First it was Marks & Spencer set to make a tidy dent in Gordon Brown’s financial plans - and now it's the chocolate-maker Cadbury.
According to the Financial Times and others, as the ECJ rules on the M&S case, bringing it to an end, another one starts, brought by Cadbury Schweppes, which could cost European governments over £300 million in annual tax revenues if the company wins.
This is over UK rules - known as controlled foreign company (CFC) legislation – which Cadbury claims infringes European law by penalising companies that take advantage of low tax rates in other EU countries. Cadbury Schweppes is challenging the British government's decision to tax profits earned by Cadbury's Treasury subsidiaries based in Ireland, one of the lowest tax jurisdictions in Europe.
Says the FT, the potential losses will add to pressure on European governments braced for the M&S judgement. Says Stefano Marchese, vice-president of the European Federation of Accountants: "There could be a flow of Treasury, finance and royalties functions to companies created in low-tax jurisdictions, increasing pressure on tax competition."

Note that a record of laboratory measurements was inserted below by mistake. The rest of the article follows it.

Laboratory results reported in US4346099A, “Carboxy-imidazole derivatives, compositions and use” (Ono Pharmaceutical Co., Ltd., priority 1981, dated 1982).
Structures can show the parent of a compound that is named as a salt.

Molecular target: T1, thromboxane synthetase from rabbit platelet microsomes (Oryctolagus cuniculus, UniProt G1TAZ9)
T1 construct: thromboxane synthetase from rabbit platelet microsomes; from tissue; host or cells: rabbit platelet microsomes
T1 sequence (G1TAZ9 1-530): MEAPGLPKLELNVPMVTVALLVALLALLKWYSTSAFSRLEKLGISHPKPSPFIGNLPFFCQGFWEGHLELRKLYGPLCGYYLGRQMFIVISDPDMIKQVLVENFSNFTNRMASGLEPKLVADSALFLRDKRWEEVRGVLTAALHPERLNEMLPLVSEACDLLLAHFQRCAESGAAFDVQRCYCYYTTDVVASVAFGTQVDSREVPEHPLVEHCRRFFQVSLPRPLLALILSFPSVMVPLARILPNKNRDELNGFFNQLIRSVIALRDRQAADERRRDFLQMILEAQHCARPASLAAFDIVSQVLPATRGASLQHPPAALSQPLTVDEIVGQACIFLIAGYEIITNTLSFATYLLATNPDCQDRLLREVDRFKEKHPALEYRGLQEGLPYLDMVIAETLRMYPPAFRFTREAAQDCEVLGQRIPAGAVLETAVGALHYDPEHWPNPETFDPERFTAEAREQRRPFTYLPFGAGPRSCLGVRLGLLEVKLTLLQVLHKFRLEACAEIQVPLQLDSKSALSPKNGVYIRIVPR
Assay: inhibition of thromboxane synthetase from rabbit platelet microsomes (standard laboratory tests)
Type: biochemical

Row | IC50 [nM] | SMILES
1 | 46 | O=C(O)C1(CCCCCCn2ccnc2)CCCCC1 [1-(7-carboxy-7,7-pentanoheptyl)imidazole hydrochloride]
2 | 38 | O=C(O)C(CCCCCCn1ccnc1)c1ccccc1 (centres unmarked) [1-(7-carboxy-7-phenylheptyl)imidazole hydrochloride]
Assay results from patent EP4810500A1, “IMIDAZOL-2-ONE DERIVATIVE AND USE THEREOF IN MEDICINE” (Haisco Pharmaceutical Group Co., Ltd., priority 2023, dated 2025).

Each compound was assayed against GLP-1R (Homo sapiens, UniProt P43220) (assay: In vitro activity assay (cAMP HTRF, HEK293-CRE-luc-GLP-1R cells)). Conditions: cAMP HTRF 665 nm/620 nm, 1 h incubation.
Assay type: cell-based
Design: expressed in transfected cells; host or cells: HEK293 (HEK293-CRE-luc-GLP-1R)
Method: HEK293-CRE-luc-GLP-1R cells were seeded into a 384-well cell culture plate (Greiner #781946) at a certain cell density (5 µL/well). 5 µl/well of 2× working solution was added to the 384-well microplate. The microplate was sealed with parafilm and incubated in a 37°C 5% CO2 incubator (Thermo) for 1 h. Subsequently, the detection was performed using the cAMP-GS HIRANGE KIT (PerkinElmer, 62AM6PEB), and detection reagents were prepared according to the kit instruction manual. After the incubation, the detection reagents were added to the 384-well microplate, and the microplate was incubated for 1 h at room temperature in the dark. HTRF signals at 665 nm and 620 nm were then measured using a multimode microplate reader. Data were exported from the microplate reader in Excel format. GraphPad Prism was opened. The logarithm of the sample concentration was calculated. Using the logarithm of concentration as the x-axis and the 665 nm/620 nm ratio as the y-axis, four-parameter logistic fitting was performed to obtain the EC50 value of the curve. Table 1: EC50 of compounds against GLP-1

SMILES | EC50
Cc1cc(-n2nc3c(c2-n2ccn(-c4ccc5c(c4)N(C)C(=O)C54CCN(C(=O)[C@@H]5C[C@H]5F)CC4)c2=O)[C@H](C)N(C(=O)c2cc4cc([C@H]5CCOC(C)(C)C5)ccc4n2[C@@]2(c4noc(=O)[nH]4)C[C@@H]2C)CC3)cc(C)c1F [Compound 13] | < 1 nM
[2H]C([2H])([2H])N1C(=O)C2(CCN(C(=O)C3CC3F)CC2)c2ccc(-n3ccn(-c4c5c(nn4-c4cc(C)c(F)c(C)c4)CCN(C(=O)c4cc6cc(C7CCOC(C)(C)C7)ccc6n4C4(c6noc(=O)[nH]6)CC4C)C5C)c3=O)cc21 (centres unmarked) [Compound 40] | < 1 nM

Marchese says there is substantial case law supporting the view that CFC rules are illegal within Europe, although it was possible the judgement could be influenced by political lobbying. Finance ministers have been particularly concerned about the cost of claims for tax refunds, provoking speculation that the ECJ will decide to impose limits on retrospective claims.
However, László Kovács, the EU tax and customs commissioner, has a better answer, calling for a common set of rules on company taxation. Johann Müller, an international tax expert at Dutchtax.net, an Amsterdam-based consulting company, agrees. "The case will force EU tax harmonization across the bloc through the back door," he says – which should go down like a house on fire with member states.
Either way, the somewhat embattled Gordon is facing a torrid time but, little did he suspect that he was to be shafted by a Cadbury’s fruit and nutcase.
PS: lite blogging today... off to that pointy building by the Thames.
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